Pacific trade pact countries go it alone without US
Mar 09 2018 by Kathy Alvarado
Parker says Donald Trump's moves towards protectionism, make free trade more crucial than ever before. "Ministers expressed their determination to complete their domestic processes to bring the Agreement into force expeditiously", said the ministers in a joint statement.
The argy-bargy over America's proposed tariffs on steel and aluminium is set to briefly take a back seat as 11 nations sign the Trans-Pacific Partnership trade pact.
The Comprehensive and Progressive Agreement for Trans-Pacific Partnership (CPTPP) will reduce tariffs in countries that together amount to more than 13 per cent of the global economy - a total of $10 trillion.
Trade ministers and delegates from the remaining members of the Trans Pacific Partnership (TPP) attend the TPP ministerial meeting on the sidelines of the Asia-Pacific Economic Cooperation (APEC) leaders summit Thursday, Nov. 9, 2017 in Danang, Vietnam.
Chilean authorities say the new chapter on intellectual property protection is now "more balanced".
Even without the United States, the deal will span a market of almost 500 million people, making it one of the world's largest trade agreements, according to Chilean and Canadian trade statistics.
Govt approves package for debt-hit telecom sector
The cabinet also agreed to the telecom regulator's suggestion of doing away with the individual band limit of 50 per cent. These decisions were taken on the basis of recommendations from the Inter-Ministerial Group (IMG) on the telecom sector.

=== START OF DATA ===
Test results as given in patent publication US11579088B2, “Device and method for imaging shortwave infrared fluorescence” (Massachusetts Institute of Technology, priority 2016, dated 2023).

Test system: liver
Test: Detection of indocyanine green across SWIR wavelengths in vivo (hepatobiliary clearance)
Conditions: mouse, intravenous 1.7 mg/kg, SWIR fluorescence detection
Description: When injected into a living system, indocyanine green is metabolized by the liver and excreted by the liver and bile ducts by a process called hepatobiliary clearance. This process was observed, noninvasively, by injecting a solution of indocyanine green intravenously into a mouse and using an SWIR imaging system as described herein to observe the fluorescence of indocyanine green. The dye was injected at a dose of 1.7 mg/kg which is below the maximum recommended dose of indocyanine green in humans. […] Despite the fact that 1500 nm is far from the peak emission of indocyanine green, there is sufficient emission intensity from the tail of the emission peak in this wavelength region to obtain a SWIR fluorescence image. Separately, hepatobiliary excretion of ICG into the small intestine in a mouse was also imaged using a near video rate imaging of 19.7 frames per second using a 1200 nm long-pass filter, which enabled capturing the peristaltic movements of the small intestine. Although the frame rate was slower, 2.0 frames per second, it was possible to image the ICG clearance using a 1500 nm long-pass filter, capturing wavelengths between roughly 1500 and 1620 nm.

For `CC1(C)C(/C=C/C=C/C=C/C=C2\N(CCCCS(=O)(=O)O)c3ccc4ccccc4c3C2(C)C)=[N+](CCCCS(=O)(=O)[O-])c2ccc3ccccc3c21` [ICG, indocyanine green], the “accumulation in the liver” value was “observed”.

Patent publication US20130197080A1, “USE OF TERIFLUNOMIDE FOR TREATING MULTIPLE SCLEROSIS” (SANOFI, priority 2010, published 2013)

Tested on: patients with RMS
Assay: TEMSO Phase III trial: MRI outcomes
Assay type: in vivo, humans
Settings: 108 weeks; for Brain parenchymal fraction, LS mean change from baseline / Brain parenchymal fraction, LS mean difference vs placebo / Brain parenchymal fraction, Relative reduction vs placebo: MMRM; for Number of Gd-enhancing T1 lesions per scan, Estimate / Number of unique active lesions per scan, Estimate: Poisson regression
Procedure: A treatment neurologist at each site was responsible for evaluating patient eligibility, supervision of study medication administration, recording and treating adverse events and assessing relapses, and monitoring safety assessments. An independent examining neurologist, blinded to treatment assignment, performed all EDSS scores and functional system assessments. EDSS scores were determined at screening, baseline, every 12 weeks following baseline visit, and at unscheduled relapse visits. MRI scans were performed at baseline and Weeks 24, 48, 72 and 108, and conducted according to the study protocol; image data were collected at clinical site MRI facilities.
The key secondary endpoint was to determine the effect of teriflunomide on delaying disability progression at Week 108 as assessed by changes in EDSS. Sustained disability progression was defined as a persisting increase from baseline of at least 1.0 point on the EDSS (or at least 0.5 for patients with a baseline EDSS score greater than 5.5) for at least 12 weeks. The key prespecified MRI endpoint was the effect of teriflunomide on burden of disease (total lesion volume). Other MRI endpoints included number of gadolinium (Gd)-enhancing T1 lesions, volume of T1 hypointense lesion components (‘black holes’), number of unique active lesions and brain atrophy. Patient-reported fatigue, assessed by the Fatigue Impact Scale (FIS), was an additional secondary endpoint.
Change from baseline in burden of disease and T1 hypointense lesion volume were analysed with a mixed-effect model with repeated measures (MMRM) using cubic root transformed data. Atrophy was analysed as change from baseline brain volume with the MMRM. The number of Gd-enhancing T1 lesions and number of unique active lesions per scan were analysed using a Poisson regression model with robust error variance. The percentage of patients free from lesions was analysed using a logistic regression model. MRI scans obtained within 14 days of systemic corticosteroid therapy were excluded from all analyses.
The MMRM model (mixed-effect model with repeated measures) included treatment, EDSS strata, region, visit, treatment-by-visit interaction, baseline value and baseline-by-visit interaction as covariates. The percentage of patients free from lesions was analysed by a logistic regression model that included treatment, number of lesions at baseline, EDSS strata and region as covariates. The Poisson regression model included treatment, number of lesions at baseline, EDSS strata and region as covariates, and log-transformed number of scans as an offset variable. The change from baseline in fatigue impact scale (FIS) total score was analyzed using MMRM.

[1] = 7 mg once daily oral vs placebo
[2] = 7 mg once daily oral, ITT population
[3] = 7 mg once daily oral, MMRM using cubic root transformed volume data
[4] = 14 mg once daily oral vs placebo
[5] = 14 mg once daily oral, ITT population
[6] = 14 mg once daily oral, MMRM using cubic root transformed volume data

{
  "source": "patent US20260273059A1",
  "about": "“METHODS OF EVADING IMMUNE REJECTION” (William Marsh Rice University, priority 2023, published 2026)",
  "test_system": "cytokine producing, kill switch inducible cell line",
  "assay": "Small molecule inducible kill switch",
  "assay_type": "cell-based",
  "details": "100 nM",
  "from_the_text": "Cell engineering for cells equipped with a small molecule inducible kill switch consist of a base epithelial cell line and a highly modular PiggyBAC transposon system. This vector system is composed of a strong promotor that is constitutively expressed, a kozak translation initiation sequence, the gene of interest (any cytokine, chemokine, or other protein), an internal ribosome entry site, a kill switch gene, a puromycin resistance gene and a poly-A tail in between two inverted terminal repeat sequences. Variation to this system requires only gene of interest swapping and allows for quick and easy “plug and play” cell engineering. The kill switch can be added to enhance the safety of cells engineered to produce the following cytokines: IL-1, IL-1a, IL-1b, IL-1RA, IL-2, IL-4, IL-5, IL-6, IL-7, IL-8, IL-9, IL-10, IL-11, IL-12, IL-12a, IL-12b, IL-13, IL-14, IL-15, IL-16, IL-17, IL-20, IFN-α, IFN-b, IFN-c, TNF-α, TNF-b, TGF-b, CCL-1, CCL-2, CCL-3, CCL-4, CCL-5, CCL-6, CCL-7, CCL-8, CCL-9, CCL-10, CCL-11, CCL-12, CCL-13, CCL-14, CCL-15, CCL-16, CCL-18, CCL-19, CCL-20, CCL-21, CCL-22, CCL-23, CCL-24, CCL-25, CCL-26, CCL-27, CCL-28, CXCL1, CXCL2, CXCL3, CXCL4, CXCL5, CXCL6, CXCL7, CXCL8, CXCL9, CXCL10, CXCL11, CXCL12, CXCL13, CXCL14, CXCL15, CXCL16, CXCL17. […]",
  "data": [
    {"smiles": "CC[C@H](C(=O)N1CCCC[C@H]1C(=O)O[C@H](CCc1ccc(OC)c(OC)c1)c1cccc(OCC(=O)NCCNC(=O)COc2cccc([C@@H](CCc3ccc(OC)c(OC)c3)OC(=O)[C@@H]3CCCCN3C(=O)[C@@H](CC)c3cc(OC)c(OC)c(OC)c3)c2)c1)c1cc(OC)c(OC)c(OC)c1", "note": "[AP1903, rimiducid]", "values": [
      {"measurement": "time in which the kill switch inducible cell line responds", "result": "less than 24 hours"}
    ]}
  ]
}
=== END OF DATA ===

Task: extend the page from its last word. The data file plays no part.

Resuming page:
Chile's top trade negotiator, Felipe Lopeandia, said that the group's moving forward after Trump's retreat will "send a political signal to the world and to the United States itself, that this is a global agreement".
"By keeping the TPP alive at a time when many wrote it off, Prime Minister of Japan, Shinzo Abe, and I ensured the door remains open for the USA and, indeed, other countries to join in the future", Mr Turnbull told a business summit on Wednesday.
"The CPTPP also contains ways to address complex non-tariff barriers, which are often costlier than tariffs and more hard to quantify".
Trump, who abandoned TPP because he felt his administration could negotiate better deals one on one, told CNBC earlier this year that he would be open to returning to the agreement if it were "substantially better".
"Horticulture is growing and the world wants access to our fruit and vegetables so the signing of this trade deal is timely", chief executive Mike Chapman said.
"Like it or not, the Trump ad-ministration and the U.S. could find itself increasingly isolated in the worldwide trade policy arena", he said.